What to call that beautiful new addition/backyard cottage/in-law unit/renters’ apartment/guest house/granny flat that will change your property forever.
Most people have long-term plans for their homes. These plans include a laundry list of upgrades, each of which can help make the home a love-filled, wonderful place for family and friends. People regularly ask us to design and build four major project types:
- A new master bedroom and bathroom
- An open kitchen and living area
- Upgrades for health and energy efficiency
- An accessory dwelling unit (ADU) as an addition to their existing home
But often, people don’t have the time, money, or desire to do a whole-house renovation or to tackle all four of those projects at once. Especially if working parents with kids are involved!
So when a homeowner asks us where to start, we often recommend building the accessory dwelling first. That’s because an accessory dwelling provides the most value given the top three aspects of a home:
- Family/social use
- Physical health
- Financial investment
An accessory dwelling can be almost anything, from a source of rental income to more space for you to a place for your family members to live. It can be an addition to your home or a separate home on the property.
The accessory dwelling’s versatility makes it a natural place to start. It also presents some problems when it comes to what to call it.
While accessory dwelling unit is the legal term, it doesn’t exactly roll off the tongue. Accessory dwelling is a bit softer, and some people like that. But our clients sometimes look for a different term—one that, like their new ADU, suits them and their family.
Here are some of the nicknames in common use:
In-law apartment, in-law suite
Mother-in-law apartment, mother-in-law suite
Parents in my backyard (PIMBY)
Mother in my backyard (MIMBY)
Father in my backyard (FIMBY)
Kids in my backyard (KIMBY)
Apartment over the garage
The thing is, these projects are so personalized, it’s hard to find an all-encompassing name for them.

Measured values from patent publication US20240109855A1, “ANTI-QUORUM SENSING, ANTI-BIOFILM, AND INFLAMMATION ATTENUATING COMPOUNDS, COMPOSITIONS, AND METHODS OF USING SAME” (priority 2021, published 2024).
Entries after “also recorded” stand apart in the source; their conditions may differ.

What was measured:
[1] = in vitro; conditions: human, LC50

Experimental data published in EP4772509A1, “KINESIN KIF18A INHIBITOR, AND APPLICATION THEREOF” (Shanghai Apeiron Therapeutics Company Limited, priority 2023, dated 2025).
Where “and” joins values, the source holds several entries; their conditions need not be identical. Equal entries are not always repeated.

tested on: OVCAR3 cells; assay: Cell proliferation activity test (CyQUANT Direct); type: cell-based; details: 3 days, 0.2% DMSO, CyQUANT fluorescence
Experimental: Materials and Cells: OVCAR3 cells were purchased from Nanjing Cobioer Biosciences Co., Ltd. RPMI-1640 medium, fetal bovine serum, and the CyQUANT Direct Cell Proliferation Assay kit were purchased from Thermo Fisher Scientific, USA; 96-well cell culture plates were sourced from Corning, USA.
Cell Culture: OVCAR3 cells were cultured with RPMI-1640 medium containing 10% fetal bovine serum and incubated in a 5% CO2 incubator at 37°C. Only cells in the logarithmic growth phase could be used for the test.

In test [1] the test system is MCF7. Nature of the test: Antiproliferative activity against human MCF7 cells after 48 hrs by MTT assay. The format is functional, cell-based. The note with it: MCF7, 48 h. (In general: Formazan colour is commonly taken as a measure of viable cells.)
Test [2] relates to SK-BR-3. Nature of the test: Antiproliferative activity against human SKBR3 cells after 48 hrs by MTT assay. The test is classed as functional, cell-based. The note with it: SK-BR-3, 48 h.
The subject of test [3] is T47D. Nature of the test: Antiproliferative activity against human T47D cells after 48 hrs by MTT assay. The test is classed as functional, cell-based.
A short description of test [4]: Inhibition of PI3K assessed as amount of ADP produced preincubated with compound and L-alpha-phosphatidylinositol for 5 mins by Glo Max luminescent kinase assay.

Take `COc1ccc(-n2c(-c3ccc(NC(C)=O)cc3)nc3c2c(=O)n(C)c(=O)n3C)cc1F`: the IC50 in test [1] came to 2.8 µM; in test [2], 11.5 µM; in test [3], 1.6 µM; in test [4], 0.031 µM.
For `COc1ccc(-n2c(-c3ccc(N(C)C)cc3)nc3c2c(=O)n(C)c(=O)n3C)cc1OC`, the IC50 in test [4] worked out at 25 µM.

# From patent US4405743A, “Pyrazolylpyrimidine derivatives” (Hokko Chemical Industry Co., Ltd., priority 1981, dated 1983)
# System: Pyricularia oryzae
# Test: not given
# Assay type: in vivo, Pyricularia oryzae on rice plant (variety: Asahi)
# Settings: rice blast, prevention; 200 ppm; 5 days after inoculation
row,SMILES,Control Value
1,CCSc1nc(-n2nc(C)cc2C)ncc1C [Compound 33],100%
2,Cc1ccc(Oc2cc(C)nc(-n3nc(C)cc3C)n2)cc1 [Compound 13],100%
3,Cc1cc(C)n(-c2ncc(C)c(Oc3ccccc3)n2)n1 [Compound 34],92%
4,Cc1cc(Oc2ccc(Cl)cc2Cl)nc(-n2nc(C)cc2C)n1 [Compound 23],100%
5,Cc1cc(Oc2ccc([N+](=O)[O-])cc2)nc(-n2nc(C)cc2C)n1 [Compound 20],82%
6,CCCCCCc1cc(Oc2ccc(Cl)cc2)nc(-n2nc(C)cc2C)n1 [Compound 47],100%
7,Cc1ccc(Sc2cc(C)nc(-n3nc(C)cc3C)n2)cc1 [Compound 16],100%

To give you an idea of what an accessory dwelling can do, here are some examples:
- A mother purchased a home for her adult daughter and hired us to build a smaller home on the property for herself.
- One couple is using their backyard ADU as an office, laundry room, and guest room.
- A young family is using their ADU as a home for an aging parent.
- As a way of helping underpaid public servants, one homeowner is renting his cottage out to teachers. He may use it for family in the future.
Does it really matter what you call it? Yes…and no.
It matters because words carry weight. Our parents taught us to be kind with our words, and our teachers taught us to be precise with them. And these days, we’re not only conscious of being kind and precise, we’re also thinking about inclusivity and equality.
We need to choose the right term so that when we describe a project, we’re telling people what it is and who it’s for.
At the same time, it doesn’t matter too much what you call it. That’s because no matter what term you use, it’s a huge step toward making your home a place where you and your family members can live for decades.
There’s no single answer.
Every word on the list has its problems. If it’s inclusive, it’s imprecise. If it’s precise, it’s uninclusive. If it’s too broad, it’s boring and non-descriptive.
That’s why it’s so hard to come up with the right term. There’s no single title that can describe what we build.
So when we’re writing about a project, we’ll try to choose a term that’s accurate, descriptive, and inclusive. Sometimes that’s something boring like “ADU.” Sometimes it’s just what the homeowner is calling it.
And when it comes time for you to decide on a name for the project you’re building, maybe you’ll land on something you like and maybe you won’t. But it won’t matter too much, because whatever you call it, it will make your property better for generations.
A rose by any other name, after all, would smell as sweet.